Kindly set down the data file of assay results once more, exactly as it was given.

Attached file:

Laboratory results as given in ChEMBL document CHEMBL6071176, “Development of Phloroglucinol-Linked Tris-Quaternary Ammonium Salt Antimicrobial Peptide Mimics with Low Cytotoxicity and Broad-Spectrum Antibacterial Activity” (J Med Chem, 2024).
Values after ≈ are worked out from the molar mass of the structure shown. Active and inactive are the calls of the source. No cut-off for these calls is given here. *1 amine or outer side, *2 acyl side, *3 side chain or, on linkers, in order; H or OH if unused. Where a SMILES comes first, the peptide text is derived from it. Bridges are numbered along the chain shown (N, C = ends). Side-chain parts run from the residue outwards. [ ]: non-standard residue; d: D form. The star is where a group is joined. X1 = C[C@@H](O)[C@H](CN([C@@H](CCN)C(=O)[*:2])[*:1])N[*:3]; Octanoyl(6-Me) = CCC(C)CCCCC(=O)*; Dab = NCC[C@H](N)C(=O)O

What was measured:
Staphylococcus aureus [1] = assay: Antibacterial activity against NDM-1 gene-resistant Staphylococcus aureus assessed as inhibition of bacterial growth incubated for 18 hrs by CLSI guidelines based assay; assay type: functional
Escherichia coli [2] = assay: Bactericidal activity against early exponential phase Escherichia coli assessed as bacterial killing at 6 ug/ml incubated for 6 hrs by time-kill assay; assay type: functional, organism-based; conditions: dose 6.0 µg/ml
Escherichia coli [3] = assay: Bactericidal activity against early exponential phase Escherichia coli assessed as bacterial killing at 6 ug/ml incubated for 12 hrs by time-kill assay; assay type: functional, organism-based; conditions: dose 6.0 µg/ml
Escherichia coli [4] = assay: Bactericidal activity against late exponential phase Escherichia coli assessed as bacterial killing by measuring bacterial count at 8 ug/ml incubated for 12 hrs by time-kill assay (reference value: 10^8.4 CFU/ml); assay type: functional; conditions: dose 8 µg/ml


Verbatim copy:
Laboratory results as given in ChEMBL document CHEMBL6071176, “Development of Phloroglucinol-Linked Tris-Quaternary Ammonium Salt Antimicrobial Peptide Mimics with Low Cytotoxicity and Broad-Spectrum Antibacterial Activity” (J Med Chem, 2024).
Values after ≈ are worked out from the molar mass of the structure shown. Active and inactive are the calls of the source. No cut-off for these calls is given here. *1 amine or outer side, *2 acyl side, *3 side chain or, on linkers, in order; H or OH if unused. Where a SMILES comes first, the peptide text is derived from it. Bridges are numbered along the chain shown (N, C = ends). Side-chain parts run from the residue outwards. [ ]: non-standard residue; d: D form. The star is where a group is joined. X1 = C[C@@H](O)[C@H](CN([C@@H](CCN)C(=O)[*:2])[*:1])N[*:3]; Octanoyl(6-Me) = CCC(C)CCCCC(=O)*; Dab = NCC[C@H](N)C(=O)O

What was measured:
Staphylococcus aureus [1] = assay: Antibacterial activity against NDM-1 gene-resistant Staphylococcus aureus assessed as inhibition of bacterial growth incubated for 18 hrs by CLSI guidelines based assay; assay type: functional
Escherichia coli [2] = assay: Bactericidal activity against early exponential phase Escherichia coli assessed as bacterial killing at 6 ug/ml incubated for 6 hrs by time-kill assay; assay type: functional, organism-based; conditions: dose 6.0 µg/ml
Escherichia coli [3] = assay: Bactericidal activity against early exponential phase Escherichia coli assessed as bacterial killing at 6 ug/ml incubated for 12 hrs by time-kill assay; assay type: functional, organism-based; conditions: dose 6.0 µg/ml
Escherichia coli [4] = assay: Bactericidal activity against late exponential phase Escherichia coli assessed as bacterial killing by measuring bacterial count at 8 ug/ml incubated for 12 hrs by time-kill assay (reference value: 10^8.4 CFU/ml); assay type: functional; conditions: dose 8 µg/ml